THE ETESIAN WINDS OF THE EASTERN MEDITERRANEAN
On December 10, I posted a blog about the Khamseen winds, the hot winds that choke the Eastern Mediterranean during the spring, but then summer brings the Etesian winds to the region.
In THE DEADLIEST LIE, Miriam mentions how the Etesian winds cool their home and the entire city:
“The cool breath of the Etesian winds billow and snap the purple, tied-back drapes that skirt the floor and separate Papa’s study from the peristyle. The arrangement of our cobblestone streets takes full advantage of these salubrious northwesterly winds. Originating in the Aegean, they whisper across the Mediterranean to temper our summer sun.”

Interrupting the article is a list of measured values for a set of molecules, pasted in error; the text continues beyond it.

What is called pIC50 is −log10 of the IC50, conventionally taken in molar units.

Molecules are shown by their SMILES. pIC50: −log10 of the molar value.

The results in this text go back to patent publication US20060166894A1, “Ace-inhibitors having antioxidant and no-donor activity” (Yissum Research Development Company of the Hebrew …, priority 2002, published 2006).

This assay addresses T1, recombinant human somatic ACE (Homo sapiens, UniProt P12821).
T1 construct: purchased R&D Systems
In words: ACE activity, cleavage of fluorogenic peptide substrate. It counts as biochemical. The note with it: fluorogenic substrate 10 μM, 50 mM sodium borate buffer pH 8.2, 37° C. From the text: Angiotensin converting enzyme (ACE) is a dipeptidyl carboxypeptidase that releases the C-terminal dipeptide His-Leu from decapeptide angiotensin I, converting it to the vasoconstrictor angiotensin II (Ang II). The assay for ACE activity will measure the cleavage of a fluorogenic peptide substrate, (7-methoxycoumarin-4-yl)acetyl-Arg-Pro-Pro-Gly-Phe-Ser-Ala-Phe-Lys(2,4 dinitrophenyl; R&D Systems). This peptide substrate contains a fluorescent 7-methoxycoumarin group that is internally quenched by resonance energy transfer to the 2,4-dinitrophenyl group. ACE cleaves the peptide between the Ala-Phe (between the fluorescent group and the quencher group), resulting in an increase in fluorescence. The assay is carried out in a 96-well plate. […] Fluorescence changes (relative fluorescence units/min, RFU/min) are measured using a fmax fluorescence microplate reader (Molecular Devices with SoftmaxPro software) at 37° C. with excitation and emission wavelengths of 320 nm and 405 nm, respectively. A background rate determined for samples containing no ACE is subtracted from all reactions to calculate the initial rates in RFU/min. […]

In the summer, the air above the North African desert becomes hot. As the air heats, it expands, becomes lighter, and rises. The air above the Mediterranean Sea stays cooler than the air above the desert. Because the cooler air is heavier, it stays close to the ground. The cool air flows south to replace the hot air rising from the desert, and this flow of air toward the desert causes the Etesians.
By harnessing the power of these gentler winds, the Egyptians could carry on a two-way trade along the Nile. Whereas the river current carried boats northward (downstream) toward the Mediterranean, the Etesian winds pushed sailboats southward (upstream) toward the interior of Africa. Thus they could move goods against the current.